The solution, I contend, is to make use of one of Nokia Pro Camera's adjustable sliders - specifically the control second from the right, marked with a little 'timer' icon. This is the shutter speed:
Now set the shutter speed to 1/125s by swiping your right thumb down the control as needed. Don't worry that red bars might appear below some of the other settings - you'll be OK. In order to get a feel for what we're doing, tap on the left-hand flash control a few times to turn the Xenon flash 'off'. Just for a moment. Taking the same mocked up shot again gives us (again we're cropped in slightly):
Now this shot isn't ideal, since it's not perfectly crisp, but the overall motion blur has been reduced by the reduction in shutter speed (effectively around four times quicker). The Lumia 1020's sensor and aperture are powerful enough to cope, light-wise (the ISO gets increased, essentially) and the result is that, looking at details like my nose and teeth, there's almost no blur at all.
So, 1/125th of a second seems to work in terms of shutter speed, but the 1020's then right on the limit in terms of light and noise, so let's revert the Xenon flash setting back to 'Auto' and take the shot again:
Perfect - the quicker shutter speed has limited the amount of motion blur from the moving subject, the Xenon flash lights up the subject very well, keeping details crisp, while the exposure time is still long enough for some ambient lighting to creep in, helping colours look more accurate, especially for the background and light sources.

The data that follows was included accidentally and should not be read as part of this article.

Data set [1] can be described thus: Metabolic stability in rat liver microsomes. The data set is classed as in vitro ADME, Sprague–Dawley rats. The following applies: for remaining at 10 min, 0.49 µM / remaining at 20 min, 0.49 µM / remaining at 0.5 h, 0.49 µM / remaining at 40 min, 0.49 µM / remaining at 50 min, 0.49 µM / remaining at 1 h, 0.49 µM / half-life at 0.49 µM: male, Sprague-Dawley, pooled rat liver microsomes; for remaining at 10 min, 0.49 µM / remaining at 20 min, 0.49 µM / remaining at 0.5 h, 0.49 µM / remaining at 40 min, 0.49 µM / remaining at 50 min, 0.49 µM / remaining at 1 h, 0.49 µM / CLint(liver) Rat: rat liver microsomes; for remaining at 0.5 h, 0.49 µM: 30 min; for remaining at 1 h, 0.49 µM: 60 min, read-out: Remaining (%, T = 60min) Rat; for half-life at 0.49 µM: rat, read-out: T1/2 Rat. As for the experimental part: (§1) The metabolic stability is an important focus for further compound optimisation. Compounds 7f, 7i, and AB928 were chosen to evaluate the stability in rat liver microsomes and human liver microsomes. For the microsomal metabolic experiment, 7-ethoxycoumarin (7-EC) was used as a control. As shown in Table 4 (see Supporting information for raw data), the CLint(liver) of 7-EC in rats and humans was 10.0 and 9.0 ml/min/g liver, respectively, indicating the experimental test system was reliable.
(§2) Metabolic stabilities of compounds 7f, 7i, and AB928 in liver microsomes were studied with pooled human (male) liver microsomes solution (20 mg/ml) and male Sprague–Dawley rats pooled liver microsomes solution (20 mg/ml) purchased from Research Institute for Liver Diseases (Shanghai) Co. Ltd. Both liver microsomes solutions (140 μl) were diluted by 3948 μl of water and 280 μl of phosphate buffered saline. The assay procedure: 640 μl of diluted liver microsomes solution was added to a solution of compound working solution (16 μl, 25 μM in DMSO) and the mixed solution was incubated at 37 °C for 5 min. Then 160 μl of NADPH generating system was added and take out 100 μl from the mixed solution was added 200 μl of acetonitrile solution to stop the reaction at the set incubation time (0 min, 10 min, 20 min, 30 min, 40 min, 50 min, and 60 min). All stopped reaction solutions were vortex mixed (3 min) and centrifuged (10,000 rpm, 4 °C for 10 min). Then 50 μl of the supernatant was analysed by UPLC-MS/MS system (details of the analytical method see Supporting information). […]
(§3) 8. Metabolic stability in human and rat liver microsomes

Now, it's a slight pain to have to change this one setting when taking photos at an event or occasion. Yes, it only takes a couple of second to do (tap on shutter speed, swipe to 1/125), but Nokia Pro Camera resets to defaults every time you go 'back' out of the application, so you're going to have to do it after each camera launch.
Happily, it's not as if this shutter speed reduction is essential - after all, the 1020 may still take perfectly adequate Xenon-lit photos on 'auto' - it all depends on the light levels, how much your intended subjects are moving and how badly you want to 'freeze' them in action.
The results do speak for themselves though - give it a try in your living room, club, pub or church, wherever you want to snap people in indistinct light:
- Start up Nokia Pro Camera (e.g. by long pressing on the phone's camera shutter button)
- Either tap on the shutter speed icon and then swipe up as needed, or swipe left on the main capture icon to 'fan out' all the settings and then the one you want is the second slider from the right.
1/125s seems to be about right, Choosing a shorter shutter speed will still encompass the Xenon flash, of course, so you'll still get a good photo. but you'll start losing out on any ambient lighting. Have a play and see what works for you!